After asking for a commitment in article 7 to fully cooperate in spying on their co-religionist by watching and monitoring mosque sermons and other mosque teaching programmes for messages not in accordance with this Charter, monitoring all publications, and reporting on any secret and suspicious gatherings of youths, Mr Solomon treats us in article 10 to three pages of Qur'an verses which he would want to have revised or rendered invalid, hastening to add that the list is not exclusive. Amongst those verses are even some which declare the belief in the trinity to be mistaken, which makes me think that the Spanish Inquisition was a lot more honest than Mr Solomon's pretense at reaching an understanding; at least they spelled it out that conversion to Christianity was the only option available to Muslims in Europe.

Dear Mr. Mote, the above cursory points might not be the response you were hoping for. It is a sign of the immaturity of debate and irrationality of approach by those wishing that Islam as a serious proposition within Europe would simply go away that such half-baked proposals even have to be discussed. I am sure that anybody proposing a charter suggesting that the European parliament legislate on the interpretation of the Talmud or the New Testament would be made a laughing stock rather than be given a serious rebuff by the Christian Churches or the Rabbinical authorities. I have endured the ignorant assumptions and presumptious insults emerging from the pages of Mr Solomon's charter and given them my attention only because I am all too painfully aware how little he and others like him know about the subject on which they speak. If there is to be more understanding between European citizens of different religious and ideological persuasions, maybe the first step should be to facilitate the education of European citizenry about what adherents to those religions or secular belief systems actually believe in. This would be a vastly more rewarding exercise than the current scare-mongering polemics against a sub-section of people within the countries of Europe, of which the document you asked us to comment on is a prime example.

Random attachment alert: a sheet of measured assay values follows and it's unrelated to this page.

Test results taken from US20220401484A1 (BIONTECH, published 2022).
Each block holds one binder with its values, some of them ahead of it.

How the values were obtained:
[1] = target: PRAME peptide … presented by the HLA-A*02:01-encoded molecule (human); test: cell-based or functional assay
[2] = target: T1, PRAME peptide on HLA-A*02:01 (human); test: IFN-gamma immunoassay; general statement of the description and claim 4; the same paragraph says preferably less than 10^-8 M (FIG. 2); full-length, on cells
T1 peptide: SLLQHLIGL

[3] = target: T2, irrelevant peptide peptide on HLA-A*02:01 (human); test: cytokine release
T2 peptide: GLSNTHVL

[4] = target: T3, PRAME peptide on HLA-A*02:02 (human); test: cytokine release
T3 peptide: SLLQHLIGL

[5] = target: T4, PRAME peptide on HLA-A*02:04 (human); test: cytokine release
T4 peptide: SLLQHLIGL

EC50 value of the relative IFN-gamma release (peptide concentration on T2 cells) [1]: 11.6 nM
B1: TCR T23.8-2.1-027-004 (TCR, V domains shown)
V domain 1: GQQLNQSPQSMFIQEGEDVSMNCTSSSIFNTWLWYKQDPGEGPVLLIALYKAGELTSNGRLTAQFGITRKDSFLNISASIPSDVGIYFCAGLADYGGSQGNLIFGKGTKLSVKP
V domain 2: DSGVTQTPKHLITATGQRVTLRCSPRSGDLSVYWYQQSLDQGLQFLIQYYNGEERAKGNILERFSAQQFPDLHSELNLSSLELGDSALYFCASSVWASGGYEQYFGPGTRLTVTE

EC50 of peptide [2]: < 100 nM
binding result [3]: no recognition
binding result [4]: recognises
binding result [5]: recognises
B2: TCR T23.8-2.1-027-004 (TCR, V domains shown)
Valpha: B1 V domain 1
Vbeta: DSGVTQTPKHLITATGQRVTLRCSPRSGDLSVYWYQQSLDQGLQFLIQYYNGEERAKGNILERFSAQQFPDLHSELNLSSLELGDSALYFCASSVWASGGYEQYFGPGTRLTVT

Yours sincerely,
Dr Sahib M Bleher
general secretary
Islamic Party of Britain

Tuesday, January 09, 2007

The Wild West Wild Card

When Ronald Rawhide Reagan became president the Wild West moved into high office and the world of show bizz and politics started to become blurred. Terminator Arnie followed into his footsteps. With Bush junior, too dumb to make it in Holloywood since he would probably not remember even the easiest of lines, the scenario has taken an even more bizarre turn: forget the movies, reality is stranger than fiction, the whole world has turned into a grand theatre of playing out high-tech computer games and half-baked movie scripts.

Just like on the flickering screen the effects are short-lived and new releases are almost greeted with apathy. The directors want to make their mark in epic proportions whilst the overloaded public yawns through the uncomfortable feeling of deja-vue, the sequel. It's hard to get people to go to the movies these days, and even harder to make them play part in the grand game of power. The impressions of the twin towers (both the Lord of the Rings and the New York variety) have worn off; Desert Storm and Back to Baghdad (the video games as well as the two Iraq invasions) are gathering dust on the shelves of adolescents as well as politicians and journalists who would like to move on. The script writers have run out of ideas, and nobody is queuing up to buy preview tickets for Toppling Tehran.